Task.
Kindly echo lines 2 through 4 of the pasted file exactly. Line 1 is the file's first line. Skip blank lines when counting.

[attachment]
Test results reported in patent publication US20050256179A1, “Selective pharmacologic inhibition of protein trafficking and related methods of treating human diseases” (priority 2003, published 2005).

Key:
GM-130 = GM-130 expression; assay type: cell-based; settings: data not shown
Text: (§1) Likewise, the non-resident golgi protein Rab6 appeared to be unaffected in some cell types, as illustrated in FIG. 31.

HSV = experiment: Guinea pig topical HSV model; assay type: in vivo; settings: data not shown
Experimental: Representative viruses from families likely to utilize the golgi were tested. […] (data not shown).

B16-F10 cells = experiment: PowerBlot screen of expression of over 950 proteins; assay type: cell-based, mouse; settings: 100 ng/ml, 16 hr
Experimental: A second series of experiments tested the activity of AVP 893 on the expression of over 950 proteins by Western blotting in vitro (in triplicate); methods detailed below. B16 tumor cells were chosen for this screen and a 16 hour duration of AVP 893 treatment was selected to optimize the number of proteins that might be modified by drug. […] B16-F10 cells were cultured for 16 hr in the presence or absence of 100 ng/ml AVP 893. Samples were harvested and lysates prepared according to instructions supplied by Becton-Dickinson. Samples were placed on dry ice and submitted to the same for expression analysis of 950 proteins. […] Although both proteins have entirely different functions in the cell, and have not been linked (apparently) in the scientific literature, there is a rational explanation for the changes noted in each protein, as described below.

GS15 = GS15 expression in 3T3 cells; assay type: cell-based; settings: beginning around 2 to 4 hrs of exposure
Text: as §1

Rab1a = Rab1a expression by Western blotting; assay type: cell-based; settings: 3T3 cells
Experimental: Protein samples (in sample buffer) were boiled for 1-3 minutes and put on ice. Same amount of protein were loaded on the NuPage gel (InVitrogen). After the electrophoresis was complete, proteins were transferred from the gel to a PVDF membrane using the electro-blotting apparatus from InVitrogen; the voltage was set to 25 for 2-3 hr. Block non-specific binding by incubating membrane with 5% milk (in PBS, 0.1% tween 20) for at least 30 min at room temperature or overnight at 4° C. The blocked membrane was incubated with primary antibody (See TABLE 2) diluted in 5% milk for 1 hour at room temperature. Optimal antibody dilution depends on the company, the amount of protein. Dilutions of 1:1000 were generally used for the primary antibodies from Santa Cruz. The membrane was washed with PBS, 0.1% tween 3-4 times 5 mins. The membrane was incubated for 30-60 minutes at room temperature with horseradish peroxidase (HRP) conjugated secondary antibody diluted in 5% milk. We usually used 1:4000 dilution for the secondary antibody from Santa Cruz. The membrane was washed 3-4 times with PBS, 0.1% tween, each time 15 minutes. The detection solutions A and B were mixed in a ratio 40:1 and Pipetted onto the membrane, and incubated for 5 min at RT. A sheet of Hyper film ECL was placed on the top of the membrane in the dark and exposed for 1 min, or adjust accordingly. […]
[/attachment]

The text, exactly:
Key:
GM-130 = GM-130 expression; assay type: cell-based; settings: data not shown
Text: (§1) Likewise, the non-resident golgi protein Rab6 appeared to be unaffected in some cell types, as illustrated in FIG. 31.